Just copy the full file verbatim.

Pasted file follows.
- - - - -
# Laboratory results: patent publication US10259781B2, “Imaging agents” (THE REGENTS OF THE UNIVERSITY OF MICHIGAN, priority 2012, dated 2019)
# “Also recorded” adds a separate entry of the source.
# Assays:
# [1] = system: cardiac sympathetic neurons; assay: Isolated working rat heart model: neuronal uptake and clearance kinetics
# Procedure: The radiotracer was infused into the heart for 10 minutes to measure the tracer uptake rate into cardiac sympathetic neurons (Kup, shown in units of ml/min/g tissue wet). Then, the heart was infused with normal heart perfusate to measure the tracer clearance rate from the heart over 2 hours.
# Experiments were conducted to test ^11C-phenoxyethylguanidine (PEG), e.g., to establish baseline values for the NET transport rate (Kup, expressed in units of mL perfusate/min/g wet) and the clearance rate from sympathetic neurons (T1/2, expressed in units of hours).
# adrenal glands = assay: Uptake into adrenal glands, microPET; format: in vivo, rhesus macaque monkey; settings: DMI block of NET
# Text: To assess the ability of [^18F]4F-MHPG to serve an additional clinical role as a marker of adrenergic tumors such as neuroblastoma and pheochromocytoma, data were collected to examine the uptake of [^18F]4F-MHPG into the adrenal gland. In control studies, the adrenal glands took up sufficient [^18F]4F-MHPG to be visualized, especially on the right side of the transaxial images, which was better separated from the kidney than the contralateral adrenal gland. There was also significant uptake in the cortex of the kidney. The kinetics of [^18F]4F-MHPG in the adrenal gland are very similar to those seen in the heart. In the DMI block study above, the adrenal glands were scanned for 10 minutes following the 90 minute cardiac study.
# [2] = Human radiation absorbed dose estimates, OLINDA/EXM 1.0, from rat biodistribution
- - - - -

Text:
# Laboratory results: patent publication US10259781B2, “Imaging agents” (THE REGENTS OF THE UNIVERSITY OF MICHIGAN, priority 2012, dated 2019)
# “Also recorded” adds a separate entry of the source.
# Assays:
# [1] = system: cardiac sympathetic neurons; assay: Isolated working rat heart model: neuronal uptake and clearance kinetics
# Procedure: The radiotracer was infused into the heart for 10 minutes to measure the tracer uptake rate into cardiac sympathetic neurons (Kup, shown in units of ml/min/g tissue wet). Then, the heart was infused with normal heart perfusate to measure the tracer clearance rate from the heart over 2 hours.
# Experiments were conducted to test ^11C-phenoxyethylguanidine (PEG), e.g., to establish baseline values for the NET transport rate (Kup, expressed in units of mL perfusate/min/g wet) and the clearance rate from sympathetic neurons (T1/2, expressed in units of hours).
# adrenal glands = assay: Uptake into adrenal glands, microPET; format: in vivo, rhesus macaque monkey; settings: DMI block of NET
# Text: To assess the ability of [^18F]4F-MHPG to serve an additional clinical role as a marker of adrenergic tumors such as neuroblastoma and pheochromocytoma, data were collected to examine the uptake of [^18F]4F-MHPG into the adrenal gland. In control studies, the adrenal glands took up sufficient [^18F]4F-MHPG to be visualized, especially on the right side of the transaxial images, which was better separated from the kidney than the contralateral adrenal gland. There was also significant uptake in the cortex of the kidney. The kinetics of [^18F]4F-MHPG in the adrenal gland are very similar to those seen in the heart. In the DMI block study above, the adrenal glands were scanned for 10 minutes following the 90 minute cardiac study.
# [2] = Human radiation absorbed dose estimates, OLINDA/EXM 1.0, from rat biodistribution